Mr Vaz’s comments follow confrontations between PCCs and chief constables
Police and crime commissioners (PCCs) are showing a “worrying” ability to evade rules when sacking chief constables, the Commons Home Affairs Committee chairman has said.
Keith Vaz spoke out as the committee raised concerns that PCCs are too quick to call upon police chiefs to quit.
The new PCCs set police budgets and can hire and fire chief constables.
The MPs said it seemed “very easy” for a PCC to remove a chief constable for “insubstantial” reasons.
PCCs replaced existing police authorities in 41 force areas across England and Wales following elections in November 2012. Fewer than 15% of voters turned out for the PCC elections.
Confrontations have already arisen between them and chief constables.
In Gwent, Chief Constable Carmel Napier retired under pressure from commissioner Ian Johnston, and in Avon and Somerset, Chief Constable Colin Port decided not to reapply for his job.
Lincolnshire chief constable Neil Rhodes was suspended by PCC Alan Hardwick but was reinstated following a High Court judgment that described the decision as “irrational and perverse”.
‘Hold to account’
The Home Affairs Committee said the early indications are that it was “very easy” for a PCC to remove a chief constable for reasons of an “insubstantial nature” and even the home secretary was powerless to intervene.
They were particularly critical of Mr Johnston who “persuaded” Chief Constable Carmel Napier to retire earlier this year.
Commissioners remove chief constables by “calling upon” them to resign or retire – but they must first give a written explanation of the reasons for the proposal and then consider any response.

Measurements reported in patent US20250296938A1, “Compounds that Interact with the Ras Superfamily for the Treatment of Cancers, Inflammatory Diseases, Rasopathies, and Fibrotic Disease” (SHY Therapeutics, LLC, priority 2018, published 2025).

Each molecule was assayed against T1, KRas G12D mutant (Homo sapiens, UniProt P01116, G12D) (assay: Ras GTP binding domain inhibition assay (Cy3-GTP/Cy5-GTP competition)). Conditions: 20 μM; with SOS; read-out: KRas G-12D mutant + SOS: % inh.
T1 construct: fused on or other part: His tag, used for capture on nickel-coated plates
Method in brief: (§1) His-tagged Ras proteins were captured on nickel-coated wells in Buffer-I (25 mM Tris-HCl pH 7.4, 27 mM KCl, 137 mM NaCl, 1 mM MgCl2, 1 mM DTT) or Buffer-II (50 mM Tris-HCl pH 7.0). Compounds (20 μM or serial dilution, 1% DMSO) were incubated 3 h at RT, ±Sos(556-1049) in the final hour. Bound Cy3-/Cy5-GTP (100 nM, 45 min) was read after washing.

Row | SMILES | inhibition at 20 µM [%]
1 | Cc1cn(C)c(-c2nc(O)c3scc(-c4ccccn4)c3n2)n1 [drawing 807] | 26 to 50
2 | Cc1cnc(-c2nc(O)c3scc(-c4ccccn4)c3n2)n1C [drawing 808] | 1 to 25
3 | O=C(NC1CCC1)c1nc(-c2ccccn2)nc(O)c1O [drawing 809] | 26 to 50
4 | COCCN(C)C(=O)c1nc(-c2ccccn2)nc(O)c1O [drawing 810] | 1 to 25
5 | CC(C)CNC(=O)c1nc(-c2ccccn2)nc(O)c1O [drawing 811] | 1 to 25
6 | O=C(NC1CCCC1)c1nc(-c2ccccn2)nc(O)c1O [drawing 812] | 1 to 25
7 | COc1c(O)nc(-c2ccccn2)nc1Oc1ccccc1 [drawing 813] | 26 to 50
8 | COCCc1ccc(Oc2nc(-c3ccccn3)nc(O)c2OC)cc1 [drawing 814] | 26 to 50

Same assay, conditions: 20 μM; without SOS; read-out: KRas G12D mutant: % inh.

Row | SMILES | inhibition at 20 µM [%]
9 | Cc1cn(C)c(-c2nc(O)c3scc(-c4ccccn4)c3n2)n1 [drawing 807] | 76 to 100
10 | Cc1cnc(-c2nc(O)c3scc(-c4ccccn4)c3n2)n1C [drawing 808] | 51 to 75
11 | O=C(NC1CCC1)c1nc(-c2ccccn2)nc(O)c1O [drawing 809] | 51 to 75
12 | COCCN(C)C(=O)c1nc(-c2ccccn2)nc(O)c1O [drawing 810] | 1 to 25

Police and crime panels must make a recommendation to the commissioner within six weeks backing or opposing the plan and may consult HM Chief Inspector of Constabulary.
Neither of the two chief constables removed had ended up going through the process, the committee said.
Mr Vaz said: “It is worrying that Police and Crime Commissioners seem able to side-step the statutory process for dismissing a chief constable. Police and Crime Panels should make more active use of their powers to scrutinise decisions such as this.
“We will be returning to this area when we carry out our next major inquiry into Police and Crime Commissioners, towards the end of this year.”
The chairman of the Association of Police and Crime Commissioners board, Tony Lloyd, countered that “in the vast majority of cases, the relationship between Police and Crime Commissioners and Chief Constables have developed strongly and purposefully”.
He added: “The appointment and removal of a Chief Constable is a duty that Police and Crime Commissioners take very seriously.
“Police and Crime Commissioners and chief constables work together to decide the direction of travel of a force and Police and Crime Commissioners have a duty to hold chief constables to account for the delivery of the most efficient and effective service for the public.”